Many prominent planetary scientists, including one of the co-discoverers of Eris, David Rabinowitz, signed a petition in support of Pluto's continued planethood after the rigged vote of the the 2006 IAU General Assembly in Prague, in which at least one voting member said they were coerced to vote to demote Pluto. The further out a planet is from the Sun, the larger it has to be to clear its path. This is a silly requirement. Earth wouldn't be a planet, either, if it was as far from the Sun as Pluto is. Pluto meets all the other requirements to be a planet. The IAU made the "clear one's path" requirement just to exclude Pluto. Lastly, the Sun itself is a dwarf star, yet is still a star. Dwarf galaxies are still galaxies. Yet dwarf planets are not planets. It is pretty obvious that the IAU was being political and not scientific when it demoted Pluto. If you watch a video of the session in which Pluto was demoted and read about the circumstances of the Prague GA, you will see that scientists are capable of being petulant, petty, and political people in order to get the end they desire.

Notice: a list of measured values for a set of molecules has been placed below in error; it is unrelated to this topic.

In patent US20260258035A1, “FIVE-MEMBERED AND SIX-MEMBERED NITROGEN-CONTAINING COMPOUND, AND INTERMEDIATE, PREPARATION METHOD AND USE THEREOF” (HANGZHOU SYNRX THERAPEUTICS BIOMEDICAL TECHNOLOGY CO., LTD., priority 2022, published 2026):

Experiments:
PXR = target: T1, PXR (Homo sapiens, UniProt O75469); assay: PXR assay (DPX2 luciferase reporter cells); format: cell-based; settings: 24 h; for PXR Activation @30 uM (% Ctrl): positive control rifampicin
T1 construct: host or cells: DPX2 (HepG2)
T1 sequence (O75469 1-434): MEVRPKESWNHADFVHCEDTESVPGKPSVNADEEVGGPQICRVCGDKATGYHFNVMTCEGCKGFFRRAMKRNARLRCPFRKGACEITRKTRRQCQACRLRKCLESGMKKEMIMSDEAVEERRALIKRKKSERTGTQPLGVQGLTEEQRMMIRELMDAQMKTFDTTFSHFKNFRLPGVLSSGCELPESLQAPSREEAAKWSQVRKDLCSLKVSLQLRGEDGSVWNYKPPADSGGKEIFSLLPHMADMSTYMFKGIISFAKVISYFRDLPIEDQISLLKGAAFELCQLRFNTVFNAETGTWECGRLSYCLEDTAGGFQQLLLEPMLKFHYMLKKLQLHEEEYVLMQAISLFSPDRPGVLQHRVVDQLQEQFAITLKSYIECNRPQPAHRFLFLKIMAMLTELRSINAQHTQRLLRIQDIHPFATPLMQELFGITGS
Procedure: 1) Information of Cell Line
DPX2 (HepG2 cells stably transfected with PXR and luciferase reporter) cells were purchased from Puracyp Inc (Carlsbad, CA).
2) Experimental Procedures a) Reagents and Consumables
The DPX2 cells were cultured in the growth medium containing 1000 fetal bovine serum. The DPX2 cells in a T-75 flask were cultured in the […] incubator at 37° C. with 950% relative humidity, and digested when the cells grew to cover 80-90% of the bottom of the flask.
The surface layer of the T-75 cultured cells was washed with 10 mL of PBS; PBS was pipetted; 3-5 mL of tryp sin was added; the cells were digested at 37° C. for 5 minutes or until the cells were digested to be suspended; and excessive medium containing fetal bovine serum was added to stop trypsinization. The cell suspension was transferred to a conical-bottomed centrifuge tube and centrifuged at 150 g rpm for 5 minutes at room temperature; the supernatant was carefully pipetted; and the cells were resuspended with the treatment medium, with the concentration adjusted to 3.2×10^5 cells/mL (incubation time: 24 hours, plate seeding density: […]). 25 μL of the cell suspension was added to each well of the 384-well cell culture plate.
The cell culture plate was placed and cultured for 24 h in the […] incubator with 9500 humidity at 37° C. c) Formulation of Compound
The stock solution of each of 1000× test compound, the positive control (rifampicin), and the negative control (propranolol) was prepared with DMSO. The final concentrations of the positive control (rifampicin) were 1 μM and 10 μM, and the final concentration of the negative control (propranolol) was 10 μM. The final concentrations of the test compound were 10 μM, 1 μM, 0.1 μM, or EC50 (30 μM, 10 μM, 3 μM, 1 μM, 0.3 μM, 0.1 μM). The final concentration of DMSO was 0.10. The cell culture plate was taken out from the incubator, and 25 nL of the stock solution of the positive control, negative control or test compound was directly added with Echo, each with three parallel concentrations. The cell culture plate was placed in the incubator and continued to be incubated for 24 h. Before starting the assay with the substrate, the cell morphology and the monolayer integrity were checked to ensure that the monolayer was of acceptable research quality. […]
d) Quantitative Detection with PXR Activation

I think the elliptical orbit is the key. Scientists have said that was one of the factors for not giving it the planet status but time has shown that most extraterrestrial planets have elliptical orbits. It also has an atmosphere. I am no scientist or astronomer but I feel Pluto should get its status back. Even Neil Degrasse Tyson has had second thoughts.